Each journal is also classified under a subject category. So you could search for that subject category–sub-categories are also available, it seems–and you can browse through all the titles in that category.

The categorisation seems finer and more intuitive than Thomson-Reuter’s IF, which is clunky.

Also surprising is how high some journals now rank, e.g., Forest Ecology & Management above, and Landscape & Urban Planning below compared against other  conservation journals. Both titles are published by Elsevier which owns CiteScore. But then so is Biological Conservation, which is ranked lower (but still higher than Conservation Biology published by Wiley).


It would be nice, though, if there is some way to display information on all the categories a journal is listed in, because some journals are cross-listed across categories.

Journal article titles on Pokemon ecology and evolution

Pokemon Go is out in Singapore and is all the craze now. There can be two common reactions by biodiversity science workers to this. One is to ask: What’s that? After all, we’re too busy doing real work… The other is to roll our eyes, and wonder why so few people appreciate the real plants and animals around us.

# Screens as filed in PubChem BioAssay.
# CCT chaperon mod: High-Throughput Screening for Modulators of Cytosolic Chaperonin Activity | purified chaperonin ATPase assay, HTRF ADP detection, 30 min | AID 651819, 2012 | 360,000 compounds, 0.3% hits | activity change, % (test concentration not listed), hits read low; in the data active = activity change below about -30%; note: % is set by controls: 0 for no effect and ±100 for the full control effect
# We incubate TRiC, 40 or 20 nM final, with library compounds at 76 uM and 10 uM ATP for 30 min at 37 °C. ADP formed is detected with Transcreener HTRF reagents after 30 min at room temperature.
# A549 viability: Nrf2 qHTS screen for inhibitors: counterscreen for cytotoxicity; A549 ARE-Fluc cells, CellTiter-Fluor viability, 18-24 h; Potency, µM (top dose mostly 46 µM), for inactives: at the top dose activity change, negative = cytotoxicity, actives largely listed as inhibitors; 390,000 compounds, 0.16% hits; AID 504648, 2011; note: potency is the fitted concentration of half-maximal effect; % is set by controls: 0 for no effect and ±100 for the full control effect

Some call this passive-aggression. To be honest, I did go on a rant to the wife about how I would absolutely give a student zero if I caught him/her playing Pokemon Go on a field trip.

But the world of Pokemon should be really intriguing to us who search for patterns in the (real) natural world. It led me to think: what research hypotheses would I test using Pokemon Go? Which in turn leads me to fantasize: what would the titles of the papers look like?


1. Excessive use of lures homogenizes Pokemon beta diversity

2. Fourth-corner analysis reveals habitat preferences of Pokemon functional groups

3. A test of temporal niche-partitioning in nocturnal- vs. diurnal-spawning Pokemon

4. Invasive species, or urban commensals? Population control of Rattatas and Pidgeys does not increase Pokemon diversity nor abundance

(On evolution:)

5. A phylogenomic approach to estimating speciation rates in the Eevee clade

(Typical review bullshit:)

6. The role of Pokestops in sustainable harvesting: prospects and challenges

7. Ontogenetic shifts in life history strategies for Pokemon displaying multi-stage metamorphosis

(‘Cos you gotta have one for the taxonomists:)

8. Lectotypification of Nidoran

9. Dynamic occupancy modelling of the amphidromous Magicarp

There are only nine because I could only think of nine. After all, I don’t play the game, so I don’t know enough about their natural history. For those who do, why not grab your nearest/favourite journal article, and think about how you might change it to one on Pokemon! It might help others understand the kind of work we actually do.

Bridging the engagement gap

A relatively old paper, but makes for good and easy reading: Gibbons et al. (2008; Ecological Management & Restoration 9: 182). A figure lists the different motivations of researchers and policy-makers when it comes to collaborating on projects, lightly adapted below.

Researchers are motivated when the projects:

  1. generate information that they can publish